Last year, Minneapolis quartet Poliça were anointed by Samantha Cameron as her favourite band. To be fair to the UK prime minister’s other half, she is a long standing fan of what might loosely be termed as alternative music, but her enthusiastic championing of any up and coming artist is hardly likely to enhance their hip factor.
It’s unclear what Poliça front woman Channy Leaneagh thinks of this particular celebrity endorsement, but Mrs Cameron certainly wasn’t the only person to sit up and take notice when the band emerged from Minnesota with their debut album Give You The Ghost in 2012. Documenting the fall-out from Leaneagh’s split from her husband, it combined stark, The xx-like atmospherics with an R&B sensibility, although the singer’s extensive use of auto tune polarising opinion. Poliça’s second album, 2013’s Shulamith, was named after controversial Canadian feminist writer Shulamith Firestone and didn’t shy away from tackling social and emotional issues, as well as developing the band’s sound into murkier, moodier territory, toning down the auto-tune while retaining the core ingredients that characterised their first release.
New album United Crushers follows an extended break from recording and touring for Poliça and the band have clearly relished the opportunity to take their time over this record following a hectic start to their career. They worked more closely together than ever before, writing and recording songs collectively in the same room, resulting in a slicker, more confident sound.
The direction of United Crushers became clear with the release of second single Wedding, a confrontational song both musically and lyrically, with crunching synths backing Leaneagh’s strident condemnation of police aggression which pulls few punches – “All the cops want in/brim brim when we lose they win/saying hands up/the bullets in”.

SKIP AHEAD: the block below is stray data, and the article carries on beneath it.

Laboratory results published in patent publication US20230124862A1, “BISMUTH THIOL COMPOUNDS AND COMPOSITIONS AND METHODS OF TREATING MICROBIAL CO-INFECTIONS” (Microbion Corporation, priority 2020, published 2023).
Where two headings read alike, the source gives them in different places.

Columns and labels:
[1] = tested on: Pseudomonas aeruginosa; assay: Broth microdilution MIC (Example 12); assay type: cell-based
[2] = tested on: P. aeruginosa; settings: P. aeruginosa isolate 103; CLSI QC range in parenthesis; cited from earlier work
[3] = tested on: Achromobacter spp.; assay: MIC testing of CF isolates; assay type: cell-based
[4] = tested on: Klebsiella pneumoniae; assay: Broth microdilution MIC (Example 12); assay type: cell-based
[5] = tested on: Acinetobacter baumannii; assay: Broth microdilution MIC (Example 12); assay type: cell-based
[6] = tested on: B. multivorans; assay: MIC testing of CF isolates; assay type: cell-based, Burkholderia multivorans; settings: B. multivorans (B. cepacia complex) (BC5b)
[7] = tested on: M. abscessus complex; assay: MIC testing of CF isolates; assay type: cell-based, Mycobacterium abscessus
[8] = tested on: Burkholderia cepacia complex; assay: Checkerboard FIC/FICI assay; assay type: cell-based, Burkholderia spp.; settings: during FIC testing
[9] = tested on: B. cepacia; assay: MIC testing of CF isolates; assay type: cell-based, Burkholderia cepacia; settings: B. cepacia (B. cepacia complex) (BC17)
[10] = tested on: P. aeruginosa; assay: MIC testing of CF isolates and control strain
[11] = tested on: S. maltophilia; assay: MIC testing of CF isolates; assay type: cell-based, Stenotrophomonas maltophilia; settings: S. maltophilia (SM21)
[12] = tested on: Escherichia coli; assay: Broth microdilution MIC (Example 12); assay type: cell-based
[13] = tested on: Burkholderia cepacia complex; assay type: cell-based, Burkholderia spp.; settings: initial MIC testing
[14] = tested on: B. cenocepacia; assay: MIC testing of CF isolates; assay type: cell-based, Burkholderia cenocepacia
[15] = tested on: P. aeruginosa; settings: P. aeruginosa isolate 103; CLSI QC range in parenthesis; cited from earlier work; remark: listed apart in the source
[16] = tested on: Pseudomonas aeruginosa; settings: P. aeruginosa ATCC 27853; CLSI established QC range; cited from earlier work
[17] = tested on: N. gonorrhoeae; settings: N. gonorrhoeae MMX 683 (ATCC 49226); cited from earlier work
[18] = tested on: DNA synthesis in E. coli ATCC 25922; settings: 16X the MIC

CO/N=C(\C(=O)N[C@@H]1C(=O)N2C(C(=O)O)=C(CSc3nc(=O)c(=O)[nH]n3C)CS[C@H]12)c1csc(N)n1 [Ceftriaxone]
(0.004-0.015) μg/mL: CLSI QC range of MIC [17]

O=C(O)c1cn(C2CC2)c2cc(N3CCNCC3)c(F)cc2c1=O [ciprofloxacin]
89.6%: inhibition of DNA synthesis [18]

This direct, vivid approach to song writing is evident throughout United Crushers, further establishing Poliça’s status as one of the most interesting, uncompromising acts in the US at present. Summer Please is a pretty bleak opener, covering domestic abuse and dysfunctional urban poverty, while Lime Habit focuses on drug addiction and its nefarious impact on relationships. Elsewhere, Melting Block’s theme is intriguingly unclear, but vivid lines like “Melting block of Newports/All humans return to yard/mothers screaming” have the power and intensity of modern poetry. Less introspective than on her earlier work, Leaneagh’s wider world view is frequently challenging and compelling.
Musically, United Crushers doesn’t venture far from Shulasmith’s template. Poliça’s closest contemporaries are probably Brooklyn’s Chairlift with their combination of icy dynamics and danceable rhythms, as the toe tapping, skittering beats of tracks like Lime Habit and Baby Sucks demonstrate. But at other times the Minnesotans shift firmly into Portishead territory, most notably with the smoky, late night trip hop vibe and torch song vocals of Fish On The Griddle.
Those seeking instant hooks and big choruses are unlikely to take to United Crushers, as its appeal is not necessarily immediate. This is awkward, sharp elbowed music that requires time and effort to fully appreciate, yet the complex textures and image-laden, thought provoking lyrics will gradually reveal themselves to those prepared to be patient. Poliça’s third album is no masterpiece, but it offers plenty of evidence that Samantha Cameron knows more about music than many will want to give her credit for.